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Louth, Lincs

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The town was visited by John Wesley four times between 1766 and 1788. The first extant class book lists four members in 1769, when a chapel was built in Eastgate (replaced 1808, enlarged 1835; interior modernized 1972). The Louth Circuit was formed from Grimsby in 1799.

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The town was missioned for PM in 1820 by Thomas King; a chapel was built in 1836, replaced by a larger one in 1850. The WMA had a small cause for a few years before 1862. The Reform movement was introduced in 1849. John B. Sharpley, corn merchant, alderman, magistrate and three times mayor was its chief spokesman. A chapel with eight Corinthian pillars was built in 1854. During the later nineteenth century and until Methodist Union the three circuits spread across the marshes and wolds.

Quotations

John Wesley's Journal:

April 1766: 'Between nine and ten I began preaching in an open place at Louth. The mob here used to be exceeding boisterous; but none now opened his mouth. How easily, when it seems Him good, does God "still the madness of the people"!'

July 1770: 'In another sultry day we rode to Louth, formerly another den of lions. At first great part of the congregation seemed to "care for none of these things." But God made them care; the Lord looked down from heaven, and "His arrows were abroad." I have seldom seen persons more sensibly struck. They gathered closer and closer together, till there was not one inattentive hearer, and hardly one unaffected.'

July 1779: 'I had designed to preach abroad at Louth; but the rain drove us into the house. In the evening I expounded and strongly applied the story of Dives and Lazarus. The whole congregation, except a few poor gentlemen, behaved with decency.'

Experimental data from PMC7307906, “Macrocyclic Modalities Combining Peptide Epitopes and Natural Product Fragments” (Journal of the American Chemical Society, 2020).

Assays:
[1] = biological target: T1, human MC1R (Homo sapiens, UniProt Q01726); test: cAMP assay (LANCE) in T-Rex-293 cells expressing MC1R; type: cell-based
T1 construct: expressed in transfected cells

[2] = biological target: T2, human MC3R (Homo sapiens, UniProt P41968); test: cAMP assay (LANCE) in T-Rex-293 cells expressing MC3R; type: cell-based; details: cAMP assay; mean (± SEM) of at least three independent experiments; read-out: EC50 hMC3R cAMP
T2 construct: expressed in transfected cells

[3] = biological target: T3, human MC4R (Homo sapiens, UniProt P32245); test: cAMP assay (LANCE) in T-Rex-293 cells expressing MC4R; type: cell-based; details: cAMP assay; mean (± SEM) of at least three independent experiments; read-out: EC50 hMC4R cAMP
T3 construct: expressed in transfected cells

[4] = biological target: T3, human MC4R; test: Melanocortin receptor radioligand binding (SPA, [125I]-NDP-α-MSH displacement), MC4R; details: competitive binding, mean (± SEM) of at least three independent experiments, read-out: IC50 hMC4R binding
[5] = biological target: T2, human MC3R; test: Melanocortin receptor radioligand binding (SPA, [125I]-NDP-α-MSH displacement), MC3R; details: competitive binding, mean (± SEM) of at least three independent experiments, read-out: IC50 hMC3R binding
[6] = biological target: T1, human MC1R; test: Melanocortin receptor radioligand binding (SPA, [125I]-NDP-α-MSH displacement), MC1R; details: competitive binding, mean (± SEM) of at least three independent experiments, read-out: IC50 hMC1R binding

June 1780: 'I preached at Louth, where the people used to be rough enough; but now were serious and calmly attentive. Such a change in a whole town I have seldom known in the compass of one year.'

July 1781: 'In the evening I preached at Louth, now as quiet as Grimsby. When shall we learn "to despair of none"?'

June 1786: 'In the evening I preached at Louth. I never saw this people affected before.'

July 1788: 'I preached at Louth at six, in the preaching-house; but perhaps I had better have been in the market-place. At five in the morning the room was filled; and I spoke as doubting whether I should see them any more.'

Sources

  • William Leary & D.N. Robinson, A History of Methodism in Louth (1981)
  • David W. Bebbington, 'Secession and revival: Louth Free Methodist Church in the 1850s', in Wesley and Methodist Studies, vol. 7, 2015, pp.54-77

Entry written by: WL
Category: Place

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